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SPUR Team 10

SPUR Team 10

SPUR Team 10

SPUR TEAM 10

The team addresses a fundamental challenge in the academic environment: enhancing the understanding between staff, faculty, administrators, and undergraduate students to foster a productive mentorship culture. This initiative seeks to bridge the gap between these groups, ensuring that students can engage effectively in research activities and that faculty and administrators are equipped to provide the necessary support and guidance.

The project was conceived to improve the interactions between undergraduate students, faculty, and administrators in the context of research and mentorship. Recognizing students’ diverse backgrounds and needs, alongside the responsibilities and challenges faced by faculty and administrators, this project aims to establish a comprehensive framework that facilitates meaningful mentorship experiences.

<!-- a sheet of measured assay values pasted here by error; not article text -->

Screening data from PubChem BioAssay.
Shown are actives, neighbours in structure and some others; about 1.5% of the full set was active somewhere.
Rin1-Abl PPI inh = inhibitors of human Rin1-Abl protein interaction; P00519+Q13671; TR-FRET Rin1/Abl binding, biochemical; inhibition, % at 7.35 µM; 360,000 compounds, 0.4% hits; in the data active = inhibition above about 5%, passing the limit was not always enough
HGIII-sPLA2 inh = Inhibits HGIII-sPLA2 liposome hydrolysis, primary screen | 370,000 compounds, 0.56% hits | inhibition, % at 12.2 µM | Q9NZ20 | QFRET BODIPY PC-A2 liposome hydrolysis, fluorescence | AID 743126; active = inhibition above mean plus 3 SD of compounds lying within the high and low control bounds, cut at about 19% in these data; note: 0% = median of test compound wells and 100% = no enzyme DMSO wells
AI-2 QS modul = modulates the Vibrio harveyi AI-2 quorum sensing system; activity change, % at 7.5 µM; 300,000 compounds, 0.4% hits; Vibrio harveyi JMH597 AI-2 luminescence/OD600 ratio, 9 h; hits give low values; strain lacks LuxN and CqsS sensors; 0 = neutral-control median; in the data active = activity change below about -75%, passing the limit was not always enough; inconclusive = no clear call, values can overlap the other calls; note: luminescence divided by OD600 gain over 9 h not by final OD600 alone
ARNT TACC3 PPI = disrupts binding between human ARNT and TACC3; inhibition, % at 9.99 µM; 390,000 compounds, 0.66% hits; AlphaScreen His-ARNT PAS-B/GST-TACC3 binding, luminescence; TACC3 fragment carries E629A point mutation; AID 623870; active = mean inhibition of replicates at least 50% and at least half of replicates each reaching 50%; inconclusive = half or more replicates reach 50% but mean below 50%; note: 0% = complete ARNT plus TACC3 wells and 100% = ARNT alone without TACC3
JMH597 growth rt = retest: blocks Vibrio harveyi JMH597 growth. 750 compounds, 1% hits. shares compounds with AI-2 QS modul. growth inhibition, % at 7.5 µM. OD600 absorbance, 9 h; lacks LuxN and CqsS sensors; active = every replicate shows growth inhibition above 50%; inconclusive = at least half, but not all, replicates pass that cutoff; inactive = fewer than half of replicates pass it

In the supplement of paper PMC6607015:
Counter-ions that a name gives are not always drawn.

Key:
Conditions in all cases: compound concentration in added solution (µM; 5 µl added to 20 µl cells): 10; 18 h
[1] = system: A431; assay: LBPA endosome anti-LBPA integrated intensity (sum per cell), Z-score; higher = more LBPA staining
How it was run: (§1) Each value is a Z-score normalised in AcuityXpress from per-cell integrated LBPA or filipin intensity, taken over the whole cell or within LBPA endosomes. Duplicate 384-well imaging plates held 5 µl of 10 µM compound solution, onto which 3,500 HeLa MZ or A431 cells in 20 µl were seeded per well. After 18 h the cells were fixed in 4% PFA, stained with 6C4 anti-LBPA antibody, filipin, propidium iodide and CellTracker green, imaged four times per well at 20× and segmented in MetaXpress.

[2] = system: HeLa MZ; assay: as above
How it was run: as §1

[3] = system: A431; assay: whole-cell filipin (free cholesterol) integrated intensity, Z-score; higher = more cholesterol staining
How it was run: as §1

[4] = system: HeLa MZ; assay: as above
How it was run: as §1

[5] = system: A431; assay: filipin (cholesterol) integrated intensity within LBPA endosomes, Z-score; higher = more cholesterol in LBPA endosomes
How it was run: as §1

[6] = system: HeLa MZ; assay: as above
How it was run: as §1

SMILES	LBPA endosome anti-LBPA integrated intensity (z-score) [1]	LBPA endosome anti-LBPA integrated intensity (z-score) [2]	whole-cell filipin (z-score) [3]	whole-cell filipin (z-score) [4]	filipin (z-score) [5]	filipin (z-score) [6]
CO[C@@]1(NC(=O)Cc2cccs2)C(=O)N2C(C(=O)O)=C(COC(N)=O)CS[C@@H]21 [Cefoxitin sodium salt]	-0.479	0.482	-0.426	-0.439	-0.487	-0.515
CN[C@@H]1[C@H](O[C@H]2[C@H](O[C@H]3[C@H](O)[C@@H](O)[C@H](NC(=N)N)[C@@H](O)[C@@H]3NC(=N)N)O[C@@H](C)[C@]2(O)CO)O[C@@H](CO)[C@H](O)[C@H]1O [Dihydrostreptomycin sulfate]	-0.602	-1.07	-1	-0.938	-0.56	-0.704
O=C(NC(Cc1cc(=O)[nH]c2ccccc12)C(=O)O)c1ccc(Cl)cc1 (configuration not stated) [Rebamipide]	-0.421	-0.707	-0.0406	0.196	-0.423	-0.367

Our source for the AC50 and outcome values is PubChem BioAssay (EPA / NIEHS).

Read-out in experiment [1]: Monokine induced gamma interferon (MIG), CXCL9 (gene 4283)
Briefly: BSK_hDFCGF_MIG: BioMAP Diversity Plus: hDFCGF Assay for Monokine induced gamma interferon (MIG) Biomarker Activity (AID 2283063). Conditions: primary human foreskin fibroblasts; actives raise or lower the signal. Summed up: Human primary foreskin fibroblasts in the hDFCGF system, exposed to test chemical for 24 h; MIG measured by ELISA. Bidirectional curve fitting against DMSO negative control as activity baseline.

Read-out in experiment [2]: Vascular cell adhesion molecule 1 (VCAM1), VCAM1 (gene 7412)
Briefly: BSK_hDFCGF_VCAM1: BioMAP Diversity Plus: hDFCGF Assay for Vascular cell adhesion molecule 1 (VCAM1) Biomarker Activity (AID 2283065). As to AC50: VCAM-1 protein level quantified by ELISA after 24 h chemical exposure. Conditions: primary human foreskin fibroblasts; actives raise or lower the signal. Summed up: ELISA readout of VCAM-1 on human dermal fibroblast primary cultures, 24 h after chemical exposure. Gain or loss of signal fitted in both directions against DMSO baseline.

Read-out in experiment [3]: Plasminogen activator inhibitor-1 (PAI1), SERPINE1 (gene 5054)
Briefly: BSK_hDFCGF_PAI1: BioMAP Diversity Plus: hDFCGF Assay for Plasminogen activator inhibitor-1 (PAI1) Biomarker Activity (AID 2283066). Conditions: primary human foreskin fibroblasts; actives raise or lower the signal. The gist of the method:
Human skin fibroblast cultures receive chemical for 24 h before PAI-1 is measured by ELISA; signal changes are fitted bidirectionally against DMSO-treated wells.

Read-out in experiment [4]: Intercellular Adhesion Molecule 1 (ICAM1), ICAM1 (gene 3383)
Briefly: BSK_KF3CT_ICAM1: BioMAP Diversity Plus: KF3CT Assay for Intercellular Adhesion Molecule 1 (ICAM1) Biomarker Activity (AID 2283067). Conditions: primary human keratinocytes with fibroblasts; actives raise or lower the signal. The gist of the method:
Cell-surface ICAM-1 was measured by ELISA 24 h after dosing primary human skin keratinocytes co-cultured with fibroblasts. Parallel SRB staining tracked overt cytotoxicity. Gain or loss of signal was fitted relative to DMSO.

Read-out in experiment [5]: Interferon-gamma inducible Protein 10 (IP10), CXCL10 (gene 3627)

PROBLEM STATEMENT

The primary challenge identified is the need to help staff, faculty, and administrators better understand undergraduate students in a way that provides a structured approach to mentorship. 

How might we help staff, faculty, and administrators better understand undergraduate students in a way that provides a framework, activities, and rubrics for mentorship.

This includes the development of frameworks, activities, and rubrics that can guide the mentorship process effectively.

Evaluate This Project
DISCOVER

Discover: Stakeholders

Students: This group includes undergraduates from various research backgrounds and academic levels, emphasizing the inclusion of those without prior research experience and transfer or upperclassmen students.

Researchers (Faculty): Faculty members involved in laboratory work and advising students on research aspects, playing a crucial role in shaping the research experience.

Administrators: Individuals responsible for managing programs and logistics related to student research opportunities. This category sometimes overlaps with researchers.

DEFINE

Define: Student Engagement

Key insights from engaging with students revealed:

  • The daunting nature of initiating research activities for novices.
  • The significant challenge transfer and upperclassmen face in securing research positions.